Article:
Monthly Archives: July 2020

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    COVID-19 is an opportunity to challenge problematic VC culture

COVID-19 is an opportunity to challenge problematic VC culture

In the midst of the global COVID-19 pandemic, Sequoia Capital, one of the largest and most influential venture capital (VC) firms in the world, issued a grim letter of warning. They warned their portfolio companies of deals falling through, with slowing sales and a tough fundraising environment. They encouraged reducing expenses, spending “wisely” and “raising productivity” by reducing headcount.

There […]

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    Managing while invisible: how the gig economy shapes us and our cities

Managing while invisible: how the gig economy shapes us and our cities

The gig economy is full of disruptive technological darlings. Uber revolutionised how we used taxis, AirBnB changed the hospitality market forever, while Deliveroo has a substantial impact on how cities develop and change and how we use our city space. Their impact, we argue, is a consequence of one of their most important inventions: how to look like they’re […]

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    Why do companies as diverse as oil producers and retailers enter moral markets?

Why do companies as diverse as oil producers and retailers enter moral markets?

What do Tesla and British Petroleum have in common? And how are Walmart and Patagonia similar? On most dimensions, these pairs of firms have little in common with one another—Tesla is widely recognised as a pioneering sustainability company, while BP has long been a target of environmental activism. Yet both companies have had a strong presence in the solar […]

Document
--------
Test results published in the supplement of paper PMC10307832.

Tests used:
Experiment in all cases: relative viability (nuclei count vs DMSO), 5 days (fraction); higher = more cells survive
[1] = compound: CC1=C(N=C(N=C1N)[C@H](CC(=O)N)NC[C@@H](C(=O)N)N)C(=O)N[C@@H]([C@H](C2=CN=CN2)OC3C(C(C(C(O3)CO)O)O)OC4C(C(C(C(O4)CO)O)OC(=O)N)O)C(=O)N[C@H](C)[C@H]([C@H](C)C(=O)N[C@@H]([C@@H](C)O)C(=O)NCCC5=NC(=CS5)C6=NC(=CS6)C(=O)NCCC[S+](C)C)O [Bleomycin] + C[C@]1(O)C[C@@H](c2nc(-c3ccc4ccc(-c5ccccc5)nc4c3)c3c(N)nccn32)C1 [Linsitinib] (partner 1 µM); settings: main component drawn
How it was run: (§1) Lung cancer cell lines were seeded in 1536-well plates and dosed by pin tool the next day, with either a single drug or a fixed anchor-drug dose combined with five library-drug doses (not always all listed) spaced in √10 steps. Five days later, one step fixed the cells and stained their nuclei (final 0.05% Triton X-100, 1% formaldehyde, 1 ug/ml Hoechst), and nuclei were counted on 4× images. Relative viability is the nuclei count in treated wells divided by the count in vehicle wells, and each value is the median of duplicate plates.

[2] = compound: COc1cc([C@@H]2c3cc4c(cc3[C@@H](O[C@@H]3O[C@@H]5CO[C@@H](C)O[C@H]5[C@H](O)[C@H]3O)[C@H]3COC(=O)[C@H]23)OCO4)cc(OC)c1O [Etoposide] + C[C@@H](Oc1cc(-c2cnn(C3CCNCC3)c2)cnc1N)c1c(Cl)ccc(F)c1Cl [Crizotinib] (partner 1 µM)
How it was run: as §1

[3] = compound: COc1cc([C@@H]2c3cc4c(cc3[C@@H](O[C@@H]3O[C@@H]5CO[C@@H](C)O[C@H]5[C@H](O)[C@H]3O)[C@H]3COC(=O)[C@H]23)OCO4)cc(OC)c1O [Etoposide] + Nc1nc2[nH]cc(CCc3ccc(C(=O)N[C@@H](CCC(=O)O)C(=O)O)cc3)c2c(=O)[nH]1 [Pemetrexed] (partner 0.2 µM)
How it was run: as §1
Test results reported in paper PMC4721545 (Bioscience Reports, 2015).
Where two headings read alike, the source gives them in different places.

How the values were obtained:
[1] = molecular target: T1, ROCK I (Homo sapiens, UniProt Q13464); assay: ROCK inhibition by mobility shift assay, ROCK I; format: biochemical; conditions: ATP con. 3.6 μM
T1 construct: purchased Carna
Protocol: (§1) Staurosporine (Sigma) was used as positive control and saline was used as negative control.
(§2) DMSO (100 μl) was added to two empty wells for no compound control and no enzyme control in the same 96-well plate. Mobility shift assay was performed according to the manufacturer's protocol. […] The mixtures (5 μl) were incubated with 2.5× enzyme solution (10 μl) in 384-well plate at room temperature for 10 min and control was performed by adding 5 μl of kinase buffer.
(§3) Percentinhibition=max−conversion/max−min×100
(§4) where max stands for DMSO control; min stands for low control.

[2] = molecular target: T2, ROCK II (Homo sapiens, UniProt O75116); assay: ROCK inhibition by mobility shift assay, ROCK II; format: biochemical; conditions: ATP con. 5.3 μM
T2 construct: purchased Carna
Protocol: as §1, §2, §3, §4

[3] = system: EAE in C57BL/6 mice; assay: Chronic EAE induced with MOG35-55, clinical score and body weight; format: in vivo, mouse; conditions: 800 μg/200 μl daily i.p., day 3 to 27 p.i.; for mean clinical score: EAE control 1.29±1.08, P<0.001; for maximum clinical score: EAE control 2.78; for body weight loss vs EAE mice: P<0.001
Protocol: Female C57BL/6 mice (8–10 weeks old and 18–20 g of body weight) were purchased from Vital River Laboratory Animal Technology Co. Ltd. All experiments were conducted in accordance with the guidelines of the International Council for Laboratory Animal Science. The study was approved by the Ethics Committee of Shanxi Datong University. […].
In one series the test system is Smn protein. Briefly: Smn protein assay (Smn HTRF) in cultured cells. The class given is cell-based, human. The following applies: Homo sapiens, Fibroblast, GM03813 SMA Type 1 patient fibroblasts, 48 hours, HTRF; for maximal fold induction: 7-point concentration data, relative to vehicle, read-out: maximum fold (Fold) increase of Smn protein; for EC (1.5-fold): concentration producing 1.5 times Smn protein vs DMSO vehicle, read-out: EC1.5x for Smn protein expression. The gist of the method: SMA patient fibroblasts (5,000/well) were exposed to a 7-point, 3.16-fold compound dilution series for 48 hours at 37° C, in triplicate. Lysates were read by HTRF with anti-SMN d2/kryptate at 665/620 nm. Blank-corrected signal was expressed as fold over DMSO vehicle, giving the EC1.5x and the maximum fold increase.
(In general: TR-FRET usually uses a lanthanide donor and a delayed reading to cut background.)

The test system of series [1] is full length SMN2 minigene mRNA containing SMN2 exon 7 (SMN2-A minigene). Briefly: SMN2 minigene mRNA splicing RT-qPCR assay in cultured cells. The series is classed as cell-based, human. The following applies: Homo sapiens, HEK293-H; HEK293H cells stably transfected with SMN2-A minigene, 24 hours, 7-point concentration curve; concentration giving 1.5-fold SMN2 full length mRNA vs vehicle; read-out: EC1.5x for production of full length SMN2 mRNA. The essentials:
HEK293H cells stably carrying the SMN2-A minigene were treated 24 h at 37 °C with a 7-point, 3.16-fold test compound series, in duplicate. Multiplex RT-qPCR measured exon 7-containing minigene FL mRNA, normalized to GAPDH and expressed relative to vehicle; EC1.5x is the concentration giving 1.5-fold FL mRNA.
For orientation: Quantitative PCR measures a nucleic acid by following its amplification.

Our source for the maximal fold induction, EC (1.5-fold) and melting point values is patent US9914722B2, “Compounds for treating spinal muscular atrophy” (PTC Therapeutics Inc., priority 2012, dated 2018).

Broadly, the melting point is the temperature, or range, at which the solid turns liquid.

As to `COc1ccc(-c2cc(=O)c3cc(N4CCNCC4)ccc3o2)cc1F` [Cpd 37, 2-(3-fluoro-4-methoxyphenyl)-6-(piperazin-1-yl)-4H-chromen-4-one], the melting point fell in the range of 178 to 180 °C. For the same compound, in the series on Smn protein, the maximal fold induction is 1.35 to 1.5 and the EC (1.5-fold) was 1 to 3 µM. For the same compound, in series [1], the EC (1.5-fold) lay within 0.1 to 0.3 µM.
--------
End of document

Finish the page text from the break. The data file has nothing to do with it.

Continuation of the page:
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    Deglobalisation post COVID-19 could spell trouble for the European Monetary Union

Deglobalisation post COVID-19 could spell trouble for the European Monetary Union

The COVID-19 crisis led to severe restrictions in mobility across borders, concerning both individuals and goods. Borders were closed, international travel made almost impossible, and final and intermediate goods were unable to get from one country to another. Massive disruptions of global value chains were caused by inputs not being manufactured due to lockdowns or not being delivered.

While the […]